Exploring the Legalities: Can a Surrogate Keep the Baby?All About Surrogacy
Surrogacy can be a beautiful, accessible, and realistic option for intended parents who cannot conceive traditionally. For most, it begins with many questions and often concerns. Since there are no federal laws in the US that offer protections for surrogacy, questions related to parental rights and those of the surrogate often jump to the top of the list for intended parents. A frequent question intended parents ask our agency is, “Can the surrogate keep the baby?” Here we’ll take a look at some of the legalities surrounding surrogacy.*
The Importance of Understanding the Surrogacy Journey
If surrogacy is something you intend to pursue, it’s vitally important to thoroughly understand the process – not just from a legal perspective, but the surrogacy journey as a whole to ensure there are no misunderstandings along the way. As potential intended parents, you’ll be investing a lot of time, emotions and money in a process and person with the expectation of a beautiful addition to your family when the journey ends. This is why our agency is committed to protecting you and your investment, and our team of professionals is there with you for every question, concern, and milestone.
The Legalities of Surrogacy
As we mentioned earlier, it’s essential to reiterate there are no federal laws in the US related to surrogacy – either gestational or traditional – which means that surrogacy is governed, regulated, protected, and legalized on a state-by-state basis. Note most states have legalized surrogacy. However, the regulations will vary from one state to the next. In Pennsylvania, New Jersey, and Delaware, surrogacy is considered legal.
Note: If you live in a state where surrogacy contracts are not enforceable and surrogacy is not legal/unsupported (Louisiana, Michigan, Nebraska), you’ll be happy to learn that many states will permit surrogacy for anyone who is a US resident.
Contractual Agreements – Essential to the Surrogacy Process
The surrogate and intended parents must have a signed surrogacy contract, also known as a gestational carrier agreement, before embryo transfer.
The purpose of these contracts is to establish:
- Surrogate rights
- Intended parent rights
- The responsibilities of each party (surrogacy center, surrogate, intended parents)
- Financial considerations for all parties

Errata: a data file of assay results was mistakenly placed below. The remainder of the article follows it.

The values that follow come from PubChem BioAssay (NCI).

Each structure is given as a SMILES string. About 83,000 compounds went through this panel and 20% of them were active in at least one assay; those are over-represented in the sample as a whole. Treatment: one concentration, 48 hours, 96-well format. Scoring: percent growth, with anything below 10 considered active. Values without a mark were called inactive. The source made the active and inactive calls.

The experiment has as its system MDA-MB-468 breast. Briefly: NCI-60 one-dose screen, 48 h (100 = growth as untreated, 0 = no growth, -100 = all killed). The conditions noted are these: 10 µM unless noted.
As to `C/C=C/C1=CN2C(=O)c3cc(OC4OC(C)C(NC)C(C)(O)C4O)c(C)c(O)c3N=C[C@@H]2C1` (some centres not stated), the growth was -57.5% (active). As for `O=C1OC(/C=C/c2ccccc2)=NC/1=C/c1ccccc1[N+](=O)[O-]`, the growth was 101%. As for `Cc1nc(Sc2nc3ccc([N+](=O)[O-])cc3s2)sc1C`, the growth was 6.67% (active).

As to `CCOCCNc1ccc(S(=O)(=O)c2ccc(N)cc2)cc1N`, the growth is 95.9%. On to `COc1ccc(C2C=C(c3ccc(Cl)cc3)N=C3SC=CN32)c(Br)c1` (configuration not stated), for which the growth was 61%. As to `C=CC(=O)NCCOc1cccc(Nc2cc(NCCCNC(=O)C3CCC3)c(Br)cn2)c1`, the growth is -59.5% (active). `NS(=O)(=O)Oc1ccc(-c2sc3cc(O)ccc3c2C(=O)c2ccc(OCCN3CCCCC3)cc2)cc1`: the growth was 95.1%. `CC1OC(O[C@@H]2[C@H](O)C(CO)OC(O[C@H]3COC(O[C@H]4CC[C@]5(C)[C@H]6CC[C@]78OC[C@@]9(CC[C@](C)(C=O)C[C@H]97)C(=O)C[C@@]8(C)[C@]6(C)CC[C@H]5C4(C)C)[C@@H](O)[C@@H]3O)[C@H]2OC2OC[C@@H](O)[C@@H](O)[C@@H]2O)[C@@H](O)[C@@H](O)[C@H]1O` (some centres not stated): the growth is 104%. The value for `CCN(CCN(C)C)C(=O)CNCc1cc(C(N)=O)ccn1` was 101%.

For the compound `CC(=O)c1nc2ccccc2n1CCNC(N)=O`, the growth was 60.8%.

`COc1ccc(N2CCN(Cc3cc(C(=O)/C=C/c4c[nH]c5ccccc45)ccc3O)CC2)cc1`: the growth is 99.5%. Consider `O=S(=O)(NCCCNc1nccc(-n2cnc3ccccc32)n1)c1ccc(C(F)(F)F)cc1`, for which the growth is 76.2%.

No matter how much you like each other, how well the pregnancy is going, and how connected you feel, this process is filled with financial and emotional investments and potential uncertainties. This is why a comprehensive contractual agreement must be in place that clearly outlines the rights, obligations, and protections of everyone in place.
Here are just some of the typical items included in the contract:
- Financial Considerations: Compensation and fees to be paid to the surrogate and agency (when those payments occur and how much)
- Responsibilities of the Surrogate
- Responsibilities of the Intended Parents
- Communication Requirements – both pre-and-post birth
- Acceptance of Outlined Risk
- Details of the Surrogacy Process – from IVF through the baby’s delivery
- Contingencies such as the birth of multiples, miscarriage, or medical complications
Again, these basic contract items could vary by state and case-by-case basis. Contracts are not signed until all parties fully agree with the terms and conditions. Each party must be represented by independent legal counsel, which means two separate attorneys specializing in family law (specifically assisted reproductive law) review all terms with the Intended Parents and the Surrogate.
Parentage Orders – Finalizing Documents & Your Rights
The legal process for surrogacy is more than just the gestational carrier agreement. You also must obtain a parentage order (sometimes called a birth order or a parentage decree). In Pennsylvania, New Jersey, and Delaware, parental rights are reaffirmed through a pre-birth legal process, which means that when your surrogate is in the 2nd trimester of the pregnancy, the attorney will submit a request to the family court in the county where your surrogate is expected to deliver. The family court will receive a copy of your gestational carrier agreement, everyone’s identity and marriage certificates, and an affidavit from the fertility clinic stating that they transferred an embryo created by the Intended Parents to the gestational carrier. A judge will review all documentation, ensuring everything looks correct (another reason why a reputable attorney should be drafting your agreement). Then they will issue a decree that states that the Intended Parent(s) are the legal parents of the child to be born in the near future via surrogate.
This decree also goes over to vital records. They’re the ones who generate the birth certificate. We want both intended parents’ names on that certificate. After the baby is born, a record of live birth showing the date, time, and place of the baby’s arrival goes from the hospital to Vital Records. They then match the baby with the decree, and voilà, you have an accurate birth certificate!